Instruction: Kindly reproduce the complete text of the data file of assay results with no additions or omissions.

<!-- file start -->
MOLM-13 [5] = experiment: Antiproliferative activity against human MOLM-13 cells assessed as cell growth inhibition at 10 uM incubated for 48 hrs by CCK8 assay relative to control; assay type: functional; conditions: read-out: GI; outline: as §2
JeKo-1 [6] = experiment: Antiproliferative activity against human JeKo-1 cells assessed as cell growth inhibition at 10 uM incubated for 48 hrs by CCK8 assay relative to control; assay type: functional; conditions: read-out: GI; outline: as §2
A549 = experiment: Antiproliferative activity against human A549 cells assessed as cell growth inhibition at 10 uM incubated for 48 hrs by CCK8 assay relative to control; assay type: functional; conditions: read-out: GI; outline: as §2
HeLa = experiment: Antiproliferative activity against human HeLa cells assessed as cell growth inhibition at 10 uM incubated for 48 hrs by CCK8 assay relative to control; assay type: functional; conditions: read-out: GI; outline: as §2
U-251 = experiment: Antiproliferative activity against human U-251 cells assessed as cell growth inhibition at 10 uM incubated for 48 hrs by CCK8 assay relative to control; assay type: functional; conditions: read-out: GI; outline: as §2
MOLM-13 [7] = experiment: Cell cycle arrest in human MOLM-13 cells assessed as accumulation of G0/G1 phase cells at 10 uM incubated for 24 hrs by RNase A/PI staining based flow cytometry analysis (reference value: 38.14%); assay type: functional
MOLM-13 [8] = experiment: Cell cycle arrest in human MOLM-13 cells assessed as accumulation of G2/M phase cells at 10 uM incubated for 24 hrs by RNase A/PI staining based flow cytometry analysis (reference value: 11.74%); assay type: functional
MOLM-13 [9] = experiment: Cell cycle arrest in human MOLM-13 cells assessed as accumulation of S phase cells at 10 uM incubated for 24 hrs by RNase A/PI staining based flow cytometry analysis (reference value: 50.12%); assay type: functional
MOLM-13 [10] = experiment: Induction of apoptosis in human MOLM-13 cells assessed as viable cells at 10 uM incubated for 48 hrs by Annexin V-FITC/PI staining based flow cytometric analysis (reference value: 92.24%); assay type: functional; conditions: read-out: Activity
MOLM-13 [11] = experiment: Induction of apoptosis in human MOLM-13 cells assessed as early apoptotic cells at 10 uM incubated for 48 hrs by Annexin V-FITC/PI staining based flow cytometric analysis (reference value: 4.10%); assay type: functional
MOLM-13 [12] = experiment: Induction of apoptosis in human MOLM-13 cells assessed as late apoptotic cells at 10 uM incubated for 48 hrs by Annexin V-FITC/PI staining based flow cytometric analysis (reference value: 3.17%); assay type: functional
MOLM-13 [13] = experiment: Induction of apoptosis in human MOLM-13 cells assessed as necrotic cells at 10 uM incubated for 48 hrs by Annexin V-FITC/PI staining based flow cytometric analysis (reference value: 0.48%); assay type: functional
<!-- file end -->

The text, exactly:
MOLM-13 [5] = experiment: Antiproliferative activity against human MOLM-13 cells assessed as cell growth inhibition at 10 uM incubated for 48 hrs by CCK8 assay relative to control; assay type: functional; conditions: read-out: GI; outline: as §2
JeKo-1 [6] = experiment: Antiproliferative activity against human JeKo-1 cells assessed as cell growth inhibition at 10 uM incubated for 48 hrs by CCK8 assay relative to control; assay type: functional; conditions: read-out: GI; outline: as §2
A549 = experiment: Antiproliferative activity against human A549 cells assessed as cell growth inhibition at 10 uM incubated for 48 hrs by CCK8 assay relative to control; assay type: functional; conditions: read-out: GI; outline: as §2
HeLa = experiment: Antiproliferative activity against human HeLa cells assessed as cell growth inhibition at 10 uM incubated for 48 hrs by CCK8 assay relative to control; assay type: functional; conditions: read-out: GI; outline: as §2
U-251 = experiment: Antiproliferative activity against human U-251 cells assessed as cell growth inhibition at 10 uM incubated for 48 hrs by CCK8 assay relative to control; assay type: functional; conditions: read-out: GI; outline: as §2
MOLM-13 [7] = experiment: Cell cycle arrest in human MOLM-13 cells assessed as accumulation of G0/G1 phase cells at 10 uM incubated for 24 hrs by RNase A/PI staining based flow cytometry analysis (reference value: 38.14%); assay type: functional
MOLM-13 [8] = experiment: Cell cycle arrest in human MOLM-13 cells assessed as accumulation of G2/M phase cells at 10 uM incubated for 24 hrs by RNase A/PI staining based flow cytometry analysis (reference value: 11.74%); assay type: functional
MOLM-13 [9] = experiment: Cell cycle arrest in human MOLM-13 cells assessed as accumulation of S phase cells at 10 uM incubated for 24 hrs by RNase A/PI staining based flow cytometry analysis (reference value: 50.12%); assay type: functional
MOLM-13 [10] = experiment: Induction of apoptosis in human MOLM-13 cells assessed as viable cells at 10 uM incubated for 48 hrs by Annexin V-FITC/PI staining based flow cytometric analysis (reference value: 92.24%); assay type: functional; conditions: read-out: Activity
MOLM-13 [11] = experiment: Induction of apoptosis in human MOLM-13 cells assessed as early apoptotic cells at 10 uM incubated for 48 hrs by Annexin V-FITC/PI staining based flow cytometric analysis (reference value: 4.10%); assay type: functional
MOLM-13 [12] = experiment: Induction of apoptosis in human MOLM-13 cells assessed as late apoptotic cells at 10 uM incubated for 48 hrs by Annexin V-FITC/PI staining based flow cytometric analysis (reference value: 3.17%); assay type: functional
MOLM-13 [13] = experiment: Induction of apoptosis in human MOLM-13 cells assessed as necrotic cells at 10 uM incubated for 48 hrs by Annexin V-FITC/PI staining based flow cytometric analysis (reference value: 0.48%); assay type: functional